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Fernando Tatis Jr. Can Do It All, And Might Have To

PHOENIX, ARIZONA - AUGUST 15: Fernando Tatis Jr #23 of the San Diego Padres waits to bat against the Arizona Diamondbacks during the first inning of the MLB game at Chase Field on August 15, 2021 in Phoenix, Arizona. (Photo by Ralph Freso/Getty Images)
Ralph Freso/Getty Images

Fernando Tatis Jr. has gone on the injured list three times this season. And all three times, including Sunday in Arizona, he has homered in his first game upon returning. "Just make them remember why they miss you," he joked.

The MVP favorite—despite all the games missed with injuries—seemed like he was making up for lost time. Tatis put on a show, homering twice as he went 4-for-5 with four RBI as the Padres avoided a four-game sweep and beat the Diamondbacks 8-2. With the win, San Diego stayed 2.5 games up on Cincinnati for the second wild card.

Perhaps even more relevant for the long-term, Tatis played right field, the first outfield start of his major-league career. Tatis's defense at shortstop has generally been ... adventurous, let's say, and while he's still young enough to sort things out there, his future probably lies in a full-time move to the outfield. Not that this is the start of that, the Padres insist.

"It's not that he's moving to the outfield permanently or anything like that,” Padres general manager A.J. Preller said before the game. “What we've talked to him about is that it will be combination getting him in the lineup and about our team and what may fit with our club. It is an idea that he brought up in terms of going to the outfield and something he wants to do. He's obviously a very good athlete and can play all over the field."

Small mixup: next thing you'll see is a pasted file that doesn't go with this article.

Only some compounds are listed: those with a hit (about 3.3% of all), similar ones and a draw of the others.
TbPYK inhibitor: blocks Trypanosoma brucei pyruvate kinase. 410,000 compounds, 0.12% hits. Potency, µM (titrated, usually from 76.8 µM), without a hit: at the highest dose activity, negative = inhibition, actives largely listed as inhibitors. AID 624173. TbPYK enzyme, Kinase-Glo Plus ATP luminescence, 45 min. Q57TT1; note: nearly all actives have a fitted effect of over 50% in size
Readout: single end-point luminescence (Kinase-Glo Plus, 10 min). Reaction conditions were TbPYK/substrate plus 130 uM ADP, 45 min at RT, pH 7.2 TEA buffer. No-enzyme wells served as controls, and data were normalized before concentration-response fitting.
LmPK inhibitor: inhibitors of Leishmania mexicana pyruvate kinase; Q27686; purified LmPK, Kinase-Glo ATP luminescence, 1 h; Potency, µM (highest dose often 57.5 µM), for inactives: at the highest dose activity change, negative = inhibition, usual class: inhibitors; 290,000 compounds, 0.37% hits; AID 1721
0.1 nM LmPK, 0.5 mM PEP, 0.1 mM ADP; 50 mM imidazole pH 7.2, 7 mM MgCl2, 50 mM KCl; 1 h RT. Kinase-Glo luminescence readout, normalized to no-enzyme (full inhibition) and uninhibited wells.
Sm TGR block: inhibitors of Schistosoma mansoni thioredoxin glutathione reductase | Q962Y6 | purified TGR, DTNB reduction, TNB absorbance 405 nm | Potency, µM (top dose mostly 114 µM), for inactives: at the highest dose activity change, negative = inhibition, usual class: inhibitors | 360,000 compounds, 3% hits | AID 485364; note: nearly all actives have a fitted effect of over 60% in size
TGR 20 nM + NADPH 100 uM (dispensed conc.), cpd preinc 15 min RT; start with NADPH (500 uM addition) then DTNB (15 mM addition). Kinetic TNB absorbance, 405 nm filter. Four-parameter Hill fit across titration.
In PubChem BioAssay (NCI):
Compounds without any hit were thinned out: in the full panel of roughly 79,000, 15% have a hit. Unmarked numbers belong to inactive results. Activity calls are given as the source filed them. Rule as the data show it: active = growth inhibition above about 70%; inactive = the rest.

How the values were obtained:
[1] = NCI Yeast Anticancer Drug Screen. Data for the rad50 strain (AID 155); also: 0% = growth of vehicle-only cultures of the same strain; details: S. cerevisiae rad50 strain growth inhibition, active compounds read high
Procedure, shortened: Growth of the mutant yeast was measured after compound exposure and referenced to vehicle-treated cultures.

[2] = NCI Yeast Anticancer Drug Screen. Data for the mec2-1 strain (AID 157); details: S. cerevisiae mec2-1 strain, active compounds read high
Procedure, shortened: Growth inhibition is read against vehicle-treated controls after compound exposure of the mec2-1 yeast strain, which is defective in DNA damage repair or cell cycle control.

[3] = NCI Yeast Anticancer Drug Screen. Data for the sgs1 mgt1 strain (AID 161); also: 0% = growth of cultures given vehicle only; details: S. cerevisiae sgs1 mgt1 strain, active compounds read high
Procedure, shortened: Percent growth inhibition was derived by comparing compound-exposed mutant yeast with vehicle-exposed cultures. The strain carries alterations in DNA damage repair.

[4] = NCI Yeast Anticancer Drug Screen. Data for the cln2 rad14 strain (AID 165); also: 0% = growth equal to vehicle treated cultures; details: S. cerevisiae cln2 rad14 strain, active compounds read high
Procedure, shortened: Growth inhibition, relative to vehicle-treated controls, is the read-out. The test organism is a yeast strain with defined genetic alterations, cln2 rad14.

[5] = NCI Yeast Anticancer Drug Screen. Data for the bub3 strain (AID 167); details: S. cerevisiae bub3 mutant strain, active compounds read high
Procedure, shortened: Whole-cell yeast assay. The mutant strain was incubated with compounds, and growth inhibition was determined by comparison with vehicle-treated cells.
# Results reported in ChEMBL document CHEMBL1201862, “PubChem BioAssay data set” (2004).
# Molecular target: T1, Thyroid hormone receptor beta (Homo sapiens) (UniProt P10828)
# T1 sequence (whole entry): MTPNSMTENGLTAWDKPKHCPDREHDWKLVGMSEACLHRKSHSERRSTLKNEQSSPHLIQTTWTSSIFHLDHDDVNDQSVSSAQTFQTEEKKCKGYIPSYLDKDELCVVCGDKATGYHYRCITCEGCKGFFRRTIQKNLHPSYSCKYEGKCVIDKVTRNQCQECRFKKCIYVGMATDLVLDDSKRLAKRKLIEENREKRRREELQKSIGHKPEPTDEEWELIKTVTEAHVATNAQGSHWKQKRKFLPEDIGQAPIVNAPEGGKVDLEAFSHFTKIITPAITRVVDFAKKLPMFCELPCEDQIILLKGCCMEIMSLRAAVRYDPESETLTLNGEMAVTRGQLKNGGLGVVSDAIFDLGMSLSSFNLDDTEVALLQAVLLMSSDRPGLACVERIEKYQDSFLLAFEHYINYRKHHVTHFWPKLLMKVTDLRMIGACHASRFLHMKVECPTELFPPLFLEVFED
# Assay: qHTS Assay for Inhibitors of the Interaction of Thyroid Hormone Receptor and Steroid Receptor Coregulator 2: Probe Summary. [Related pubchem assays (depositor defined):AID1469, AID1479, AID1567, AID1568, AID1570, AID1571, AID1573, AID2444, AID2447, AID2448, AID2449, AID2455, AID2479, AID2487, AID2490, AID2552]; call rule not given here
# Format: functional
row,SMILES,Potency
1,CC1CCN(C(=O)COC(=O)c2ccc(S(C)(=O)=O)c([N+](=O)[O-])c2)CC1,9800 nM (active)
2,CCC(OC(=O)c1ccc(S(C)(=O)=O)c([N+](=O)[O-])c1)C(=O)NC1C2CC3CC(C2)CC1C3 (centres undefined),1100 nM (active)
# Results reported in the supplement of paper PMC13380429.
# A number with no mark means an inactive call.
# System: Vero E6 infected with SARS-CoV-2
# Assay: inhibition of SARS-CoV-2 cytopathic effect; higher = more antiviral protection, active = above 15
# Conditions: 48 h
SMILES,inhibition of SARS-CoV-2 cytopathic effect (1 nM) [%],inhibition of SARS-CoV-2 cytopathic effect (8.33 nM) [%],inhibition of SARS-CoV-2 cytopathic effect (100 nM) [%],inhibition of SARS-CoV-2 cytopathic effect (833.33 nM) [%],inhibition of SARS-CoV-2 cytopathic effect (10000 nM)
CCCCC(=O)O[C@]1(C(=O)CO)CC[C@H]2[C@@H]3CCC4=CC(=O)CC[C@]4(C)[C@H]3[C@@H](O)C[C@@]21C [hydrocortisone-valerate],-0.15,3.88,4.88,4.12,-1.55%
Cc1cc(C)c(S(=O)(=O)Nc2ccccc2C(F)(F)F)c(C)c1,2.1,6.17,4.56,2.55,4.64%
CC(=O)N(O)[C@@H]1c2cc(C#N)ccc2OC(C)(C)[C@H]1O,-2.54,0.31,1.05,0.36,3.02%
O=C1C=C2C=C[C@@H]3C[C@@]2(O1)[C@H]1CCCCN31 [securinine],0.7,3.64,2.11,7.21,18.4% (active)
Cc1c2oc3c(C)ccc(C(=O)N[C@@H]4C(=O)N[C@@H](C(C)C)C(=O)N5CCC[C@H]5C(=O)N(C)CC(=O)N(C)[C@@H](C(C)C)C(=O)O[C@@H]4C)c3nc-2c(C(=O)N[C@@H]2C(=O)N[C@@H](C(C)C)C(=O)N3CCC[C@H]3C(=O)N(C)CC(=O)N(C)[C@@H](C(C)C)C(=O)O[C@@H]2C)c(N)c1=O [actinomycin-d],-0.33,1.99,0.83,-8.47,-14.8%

It was an uneventful game in right for Tatis, who recorded three putouts. His hitting is the thing, of course, and the Padres have been desperate for it. They hit just nine home runs over the 13 games he was out, and in their last 10 have averaged 3.6 runs per game. No disrespect to Tyler Gilbert, but: They got no-hit by Tyler damn Gilbert. San Diego is simply a different team with Tatis in the lineup, statistically but also atmospherically. His pair of Sunday dingers pushed his NL-leading total to 33, despite having missed roughly a collective month of games. “Just Fernando being Fernando,” said Eric Hosmer, who not 20 hours earlier was giving the dreaded clubhouse speech about players getting their shit together. Was the substance of the speech "Tatis is back tomorrow, everyone relax"? Probably not overtly, but still.

It'd be nice if Tatis could pitch, though. Blake Snell has been unpredictable as he's gotten his ERA "down" to 4.80. Chris Paddack is on the injured list with a strained oblique. Yu Darvish just joined him on IL after suffering back tightness. The Padres have flaws, and only most of them can be solved by Tatis's bat.

This Padres season, the first of what promise to be many "go-for-it" seasons, has been kind of hard to gauge. Is it a disappointment that they are just hanging on to the last wild card slot? Sure. Is it a surprise that they're so far behind the stacked Dodgers and world-beating Giants? Not really. They are, like so many teams, flawed and perhaps fatally inconsistent, but with a higher ceiling than most. Much of that ceiling comprises scenarios like Sunday, where Fernando Tatis Jr. outhits the entire opposing lineup. And much of that inconsistency starts to get magnified, for better and worse, as fall approaches and every game becomes more weighty. Each win, each loss, each at-bat matters just a little bit more than the last. The Padres will go as far as Tatis takes them, and though he can't do it alone, sometimes it sure as hell seems like he might.

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